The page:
A group of three children are stood around a whiteboard easel, each holding a black whiteboard marker. The children are writing on the whiteboard easel. The whiteboard is slightly angled, allowing the children to get a better position with writing.

Children may write with their wrist held off the table, resulting in a child’s writing being too light due to lack of control. Angled boards are useful as a child can rest their wrist on the board, helping to develop an appropriate position.

Using a sheet of sandpaper underneath a piece of writing paper can help children to slow down and adjust their pencil control and pressure as they respond to tactile input. Children become more aware of how their pencil is moving.

Letter Formation

Letter and number reversals are common in young children but by the age of 6 correct orientation is usually being applied. For some children with dyspraxia letter formation and reversal can be an ongoing issue which can impact writing, making work difficult to read.

A little girl holding a paint brush and is painting water onto a huge outdoor chalkboard covered with pink chalk. She is painting shapes and letters.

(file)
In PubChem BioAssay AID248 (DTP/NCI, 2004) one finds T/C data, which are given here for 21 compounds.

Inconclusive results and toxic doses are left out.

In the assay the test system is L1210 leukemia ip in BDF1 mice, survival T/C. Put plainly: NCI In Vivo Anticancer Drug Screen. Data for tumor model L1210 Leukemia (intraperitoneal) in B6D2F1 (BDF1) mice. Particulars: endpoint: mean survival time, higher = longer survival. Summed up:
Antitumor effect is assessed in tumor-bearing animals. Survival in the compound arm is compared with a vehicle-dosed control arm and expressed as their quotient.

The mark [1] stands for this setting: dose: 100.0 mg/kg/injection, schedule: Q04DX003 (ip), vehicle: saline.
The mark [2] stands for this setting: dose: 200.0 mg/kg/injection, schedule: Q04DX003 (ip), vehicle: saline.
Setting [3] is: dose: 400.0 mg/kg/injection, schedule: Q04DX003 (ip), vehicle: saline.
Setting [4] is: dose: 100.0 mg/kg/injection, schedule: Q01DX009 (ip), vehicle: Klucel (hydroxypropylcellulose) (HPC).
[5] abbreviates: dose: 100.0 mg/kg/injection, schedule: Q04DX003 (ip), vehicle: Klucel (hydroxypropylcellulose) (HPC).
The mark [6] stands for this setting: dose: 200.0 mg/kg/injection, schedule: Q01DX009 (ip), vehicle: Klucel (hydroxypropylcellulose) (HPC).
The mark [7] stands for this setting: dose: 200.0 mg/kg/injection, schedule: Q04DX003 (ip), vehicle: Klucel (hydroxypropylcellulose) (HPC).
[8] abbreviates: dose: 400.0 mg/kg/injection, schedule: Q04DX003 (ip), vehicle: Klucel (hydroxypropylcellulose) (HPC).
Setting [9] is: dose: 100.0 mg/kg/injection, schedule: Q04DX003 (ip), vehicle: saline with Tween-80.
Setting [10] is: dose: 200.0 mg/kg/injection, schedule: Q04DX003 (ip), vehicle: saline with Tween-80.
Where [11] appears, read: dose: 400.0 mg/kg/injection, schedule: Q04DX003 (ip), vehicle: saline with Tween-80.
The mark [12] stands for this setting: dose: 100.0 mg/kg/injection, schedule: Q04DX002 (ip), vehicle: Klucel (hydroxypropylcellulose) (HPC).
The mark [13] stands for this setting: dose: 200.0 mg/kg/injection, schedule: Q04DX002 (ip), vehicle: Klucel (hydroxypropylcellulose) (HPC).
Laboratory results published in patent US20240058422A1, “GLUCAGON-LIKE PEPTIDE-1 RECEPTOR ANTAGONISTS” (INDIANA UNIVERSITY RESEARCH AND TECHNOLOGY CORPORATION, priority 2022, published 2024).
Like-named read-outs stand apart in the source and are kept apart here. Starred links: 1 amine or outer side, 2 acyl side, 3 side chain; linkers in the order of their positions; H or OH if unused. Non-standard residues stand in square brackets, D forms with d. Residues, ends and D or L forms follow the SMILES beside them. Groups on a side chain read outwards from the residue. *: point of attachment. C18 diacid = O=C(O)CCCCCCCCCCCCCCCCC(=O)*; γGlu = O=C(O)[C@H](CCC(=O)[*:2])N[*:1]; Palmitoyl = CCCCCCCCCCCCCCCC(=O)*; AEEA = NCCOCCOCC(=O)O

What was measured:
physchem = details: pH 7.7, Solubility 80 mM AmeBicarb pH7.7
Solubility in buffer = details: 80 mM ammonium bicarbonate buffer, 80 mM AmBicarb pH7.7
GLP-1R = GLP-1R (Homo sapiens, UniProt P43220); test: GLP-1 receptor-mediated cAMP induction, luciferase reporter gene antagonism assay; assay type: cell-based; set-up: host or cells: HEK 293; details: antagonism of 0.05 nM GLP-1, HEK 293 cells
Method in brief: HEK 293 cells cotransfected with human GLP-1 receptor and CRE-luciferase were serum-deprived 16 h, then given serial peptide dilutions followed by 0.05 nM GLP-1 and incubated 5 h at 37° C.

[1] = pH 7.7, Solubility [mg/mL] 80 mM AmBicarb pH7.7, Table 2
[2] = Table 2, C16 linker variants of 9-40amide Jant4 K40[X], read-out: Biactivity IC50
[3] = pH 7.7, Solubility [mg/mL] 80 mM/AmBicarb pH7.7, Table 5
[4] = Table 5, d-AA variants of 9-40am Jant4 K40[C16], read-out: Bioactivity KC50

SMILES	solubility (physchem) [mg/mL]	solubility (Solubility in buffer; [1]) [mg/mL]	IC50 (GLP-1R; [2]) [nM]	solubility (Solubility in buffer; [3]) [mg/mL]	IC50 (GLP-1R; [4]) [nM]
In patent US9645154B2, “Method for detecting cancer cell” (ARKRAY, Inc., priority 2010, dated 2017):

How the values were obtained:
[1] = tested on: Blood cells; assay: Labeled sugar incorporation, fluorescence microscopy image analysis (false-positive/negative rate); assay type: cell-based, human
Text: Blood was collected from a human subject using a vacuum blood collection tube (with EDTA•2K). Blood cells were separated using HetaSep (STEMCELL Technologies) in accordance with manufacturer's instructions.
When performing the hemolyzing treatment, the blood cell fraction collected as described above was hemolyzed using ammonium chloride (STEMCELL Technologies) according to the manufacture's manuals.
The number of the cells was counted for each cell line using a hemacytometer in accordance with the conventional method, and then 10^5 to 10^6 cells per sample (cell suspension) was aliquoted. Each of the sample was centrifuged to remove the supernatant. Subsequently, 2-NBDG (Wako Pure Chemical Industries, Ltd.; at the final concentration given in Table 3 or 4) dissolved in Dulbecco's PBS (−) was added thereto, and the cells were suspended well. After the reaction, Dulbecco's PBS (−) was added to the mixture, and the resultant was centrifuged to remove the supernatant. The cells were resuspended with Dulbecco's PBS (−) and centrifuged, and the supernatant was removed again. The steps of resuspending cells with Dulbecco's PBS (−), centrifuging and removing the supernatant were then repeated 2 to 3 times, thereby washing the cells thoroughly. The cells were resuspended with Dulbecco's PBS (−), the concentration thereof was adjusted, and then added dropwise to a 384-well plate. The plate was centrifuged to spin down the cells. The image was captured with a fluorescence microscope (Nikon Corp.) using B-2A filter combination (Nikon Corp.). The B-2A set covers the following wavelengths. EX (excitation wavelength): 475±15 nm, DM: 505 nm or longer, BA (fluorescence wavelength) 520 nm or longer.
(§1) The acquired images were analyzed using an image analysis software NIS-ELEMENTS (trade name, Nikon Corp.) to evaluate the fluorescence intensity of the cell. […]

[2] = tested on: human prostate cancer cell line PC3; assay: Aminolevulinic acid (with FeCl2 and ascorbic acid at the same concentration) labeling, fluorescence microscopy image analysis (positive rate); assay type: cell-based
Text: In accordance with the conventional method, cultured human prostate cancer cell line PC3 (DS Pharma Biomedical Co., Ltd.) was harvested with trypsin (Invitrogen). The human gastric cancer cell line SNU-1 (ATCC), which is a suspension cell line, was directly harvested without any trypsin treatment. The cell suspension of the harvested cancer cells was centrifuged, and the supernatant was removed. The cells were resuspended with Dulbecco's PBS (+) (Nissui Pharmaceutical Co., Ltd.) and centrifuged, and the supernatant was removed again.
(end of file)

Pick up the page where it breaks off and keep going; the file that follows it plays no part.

In order for children to learn how to form letters correctly they can make them using their fingers in the air or in sand, paint, shaving cream, coloured salt or rice before pencils are used.

Spatial Awareness

Children with dyspraxia may start a line of writing in the middle of the page or will slope their writing diagonally across the page rather than horizontally from left to right.

Stickers can be placed next to the margin showing children where to begin and can also act as a cue to show pupils that they are nearing the edge of the paper. It can be useful to highlight writing lines and to use wooden craft sticks as a spacer to encourage children to leave appropriate spaces between words.

A little girl is writing on a small chalkboard that she has in her lap. She is writing different words on the board as she draws lines across the board. A teacher and another student are sat next to her.

Grid paper where children place each letter of a word in a box can help children to develop correct letter spacing.

Support Children With Dyspraxia Today!

Educational and health professionals will strive to improve functional skills of children with dyspraxia. Aiming to increase a child’s ability to carry out daily tasks effectively.

Each individual child with dyspraxia will have specific needs and abilities however support can come in the form of adaptations to equipment, specific exercise and strategies or advice and support for educational staff and carers.

2 boys and 1 girl are playing on a set of Get Set, Go! Blocks, which have been set up in a circular formation. The photo is a close up of the children jumping from one block to a bigger block. The surface beneath them is artificial grass.

If you want to create an inclusive school environment for your children, then it's important that your school has the right support structure in place for children with dyspraxia.